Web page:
A young person who is able to draw on the experience of a practitioner in the area or areas of work they are considering working in has an advantage over his or her counterparts. A Work-Link Mentor is just such a practitioner.
In a recent survey of over two hundred Further Education (FE) learners in three General Further Education colleges, 72% felt a Work-Link Mentor would be useful; 74% did not know somebody doing the job role they were aspiring to.
According to ‘Digital Trends’, in the UK alone, in 2014 there were 2.52 million economically inactive 16-24 year olds. In England if you were born on or after the 1st September 1997 it is now mandatory to be engaged in some form of education and training. The number of NEETS, (Not in Education, Employment or Training) though reducing remains high at around 700,000. This problem is not limited to the UK being prevalent throughout Europe and particularly in Southern Europe.
Work-Link mentoring takes place using predominantly CMC (Computer Mediated Communications) such as email, Skype, texting etc. This type of E-mentoring is becoming increasingly more effective as communications technologies continue to improve. In 2012 there were over 6 billion mobile phones in use Worldwide and In 2014 according to ‘Digital Trends’ the number of mobile phones for the first time exceeded the world’s population of 7.3 billion. Janasz & Godshalk, in their 2013 paper estimated there were more than two billion internet users, 665% growth since 2000.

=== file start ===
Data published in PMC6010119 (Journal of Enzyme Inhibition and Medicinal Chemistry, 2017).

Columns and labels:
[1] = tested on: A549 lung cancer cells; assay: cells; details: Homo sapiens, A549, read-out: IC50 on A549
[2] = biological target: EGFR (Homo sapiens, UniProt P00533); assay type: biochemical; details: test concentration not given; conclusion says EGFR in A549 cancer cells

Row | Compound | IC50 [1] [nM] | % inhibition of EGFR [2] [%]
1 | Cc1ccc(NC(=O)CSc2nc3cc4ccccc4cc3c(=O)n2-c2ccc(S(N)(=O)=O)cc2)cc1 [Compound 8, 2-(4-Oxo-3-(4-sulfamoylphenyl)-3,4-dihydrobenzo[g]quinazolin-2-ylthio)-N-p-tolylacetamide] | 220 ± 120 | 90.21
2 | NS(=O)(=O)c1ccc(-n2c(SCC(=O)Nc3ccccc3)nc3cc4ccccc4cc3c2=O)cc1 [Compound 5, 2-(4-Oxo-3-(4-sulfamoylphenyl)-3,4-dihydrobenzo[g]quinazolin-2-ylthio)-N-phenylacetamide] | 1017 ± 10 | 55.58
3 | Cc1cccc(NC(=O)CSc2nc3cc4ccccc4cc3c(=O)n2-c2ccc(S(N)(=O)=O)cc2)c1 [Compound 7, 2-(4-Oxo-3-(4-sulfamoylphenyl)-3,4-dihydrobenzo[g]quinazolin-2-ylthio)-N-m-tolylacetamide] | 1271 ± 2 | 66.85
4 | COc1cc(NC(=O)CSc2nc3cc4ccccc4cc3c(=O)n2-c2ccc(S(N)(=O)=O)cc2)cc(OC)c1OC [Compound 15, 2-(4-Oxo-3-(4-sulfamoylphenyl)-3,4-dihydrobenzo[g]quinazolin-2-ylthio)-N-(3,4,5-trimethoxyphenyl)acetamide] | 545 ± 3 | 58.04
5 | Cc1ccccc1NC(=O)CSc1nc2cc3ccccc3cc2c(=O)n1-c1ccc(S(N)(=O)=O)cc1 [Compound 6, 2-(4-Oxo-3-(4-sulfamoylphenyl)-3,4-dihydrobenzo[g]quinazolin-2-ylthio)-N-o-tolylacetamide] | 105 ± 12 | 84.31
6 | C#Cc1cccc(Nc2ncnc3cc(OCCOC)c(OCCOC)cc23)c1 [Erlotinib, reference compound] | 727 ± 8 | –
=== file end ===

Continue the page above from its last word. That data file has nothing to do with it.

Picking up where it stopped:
On the mentor supply side, there is a need and frequently a desire for commercial organisations to engage with their communities. In tandem there is an ageing demographic with a significant increase in the number of experienced people with both vocational expertise and a good knowledge of communications technologies. This rich resource should be available for our young people to tap into. It is conceivable that in this mature pool of talent there is perhaps a collective desire to salve consciences resulting from a general perception that in the UK their generation has benefitted at a cost to the current 16-24 demographic. There is also an acute awareness of the social and financial costs associated with an ageing population. Public sector cuts have limited the contact time young people have with their teachers, lecturers, tutors and careers officers. Families are stretched, and where both parents are present, both may work with reduced opportunities for semi-formal family discussion and support for their children.
Compared to traditional mentoring, (t-mentoring), Work-Link mentoring offers through CMC a flexible, geographically unrestrained and cost effective method, of supporting 16-24 year olds in developing self and career awareness through motivation and guidance during this formative part of their lives to help maintain focus, direction and momentum through the start of their career journey.
The ultimate goal is for all 16-24 year olds in the UK to be supported by Work-Link Mentors as a moral or legislated requirement.
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Work-Link Mentors Community Interest Company is a UK registered Company. Company Number 9402319
Managing Director: Chris Davies MBA, PGCE, PGCM (Ed), BSc (Hons), FRSA, FCMI, MSET
Director & Company Secretary: Natalie Doughty MSc
Registered Office: The Poplars, Colmworth Rd, Little Staughton, Bedford, MK44 2BY
Work-Link Mentors © CIC is asset locked to the Rotary Club of Kimbolton Castle, a registered charity. No 1081970